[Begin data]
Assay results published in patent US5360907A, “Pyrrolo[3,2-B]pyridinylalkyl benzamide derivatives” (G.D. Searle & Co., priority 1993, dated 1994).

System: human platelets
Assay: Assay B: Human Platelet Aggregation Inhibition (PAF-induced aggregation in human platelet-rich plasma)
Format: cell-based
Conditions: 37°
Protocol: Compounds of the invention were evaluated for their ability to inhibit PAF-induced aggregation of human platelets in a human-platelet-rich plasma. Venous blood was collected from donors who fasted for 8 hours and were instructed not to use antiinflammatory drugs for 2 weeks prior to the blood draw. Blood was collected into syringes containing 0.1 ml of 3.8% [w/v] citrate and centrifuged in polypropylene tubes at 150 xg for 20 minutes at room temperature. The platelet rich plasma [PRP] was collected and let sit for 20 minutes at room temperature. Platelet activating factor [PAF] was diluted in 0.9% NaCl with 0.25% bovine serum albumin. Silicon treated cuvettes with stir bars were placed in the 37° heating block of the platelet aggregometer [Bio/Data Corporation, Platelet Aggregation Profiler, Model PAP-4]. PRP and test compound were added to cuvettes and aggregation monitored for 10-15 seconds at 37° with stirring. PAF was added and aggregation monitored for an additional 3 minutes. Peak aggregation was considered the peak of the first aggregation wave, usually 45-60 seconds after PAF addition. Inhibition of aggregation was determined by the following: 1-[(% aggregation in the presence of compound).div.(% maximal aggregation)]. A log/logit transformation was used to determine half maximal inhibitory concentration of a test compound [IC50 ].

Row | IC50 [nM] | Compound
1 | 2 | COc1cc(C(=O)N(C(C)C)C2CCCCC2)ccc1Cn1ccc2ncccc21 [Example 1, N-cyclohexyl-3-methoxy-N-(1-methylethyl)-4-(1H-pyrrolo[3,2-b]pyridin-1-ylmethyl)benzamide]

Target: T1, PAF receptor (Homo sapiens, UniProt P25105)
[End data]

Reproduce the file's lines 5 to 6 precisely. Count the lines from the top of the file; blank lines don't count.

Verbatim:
Conditions: 37°
Protocol: Compounds of the invention were evaluated for their ability to inhibit PAF-induced aggregation of human platelets in a human-platelet-rich plasma. Venous blood was collected from donors who fasted for 8 hours and were instructed not to use antiinflammatory drugs for 2 weeks prior to the blood draw. Blood was collected into syringes containing 0.1 ml of 3.8% [w/v] citrate and centrifuged in polypropylene tubes at 150 xg for 20 minutes at room temperature. The platelet rich plasma [PRP] was collected and let sit for 20 minutes at room temperature. Platelet activating factor [PAF] was diluted in 0.9% NaCl with 0.25% bovine serum albumin. Silicon treated cuvettes with stir bars were placed in the 37° heating block of the platelet aggregometer [Bio/Data Corporation, Platelet Aggregation Profiler, Model PAP-4]. PRP and test compound were added to cuvettes and aggregation monitored for 10-15 seconds at 37° with stirring. PAF was added and aggregation monitored for an additional 3 minutes. Peak aggregation was considered the peak of the first aggregation wave, usually 45-60 seconds after PAF addition. Inhibition of aggregation was determined by the following: 1-[(% aggregation in the presence of compound).div.(% maximal aggregation)]. A log/logit transformation was used to determine half maximal inhibitory concentration of a test compound [IC50 ].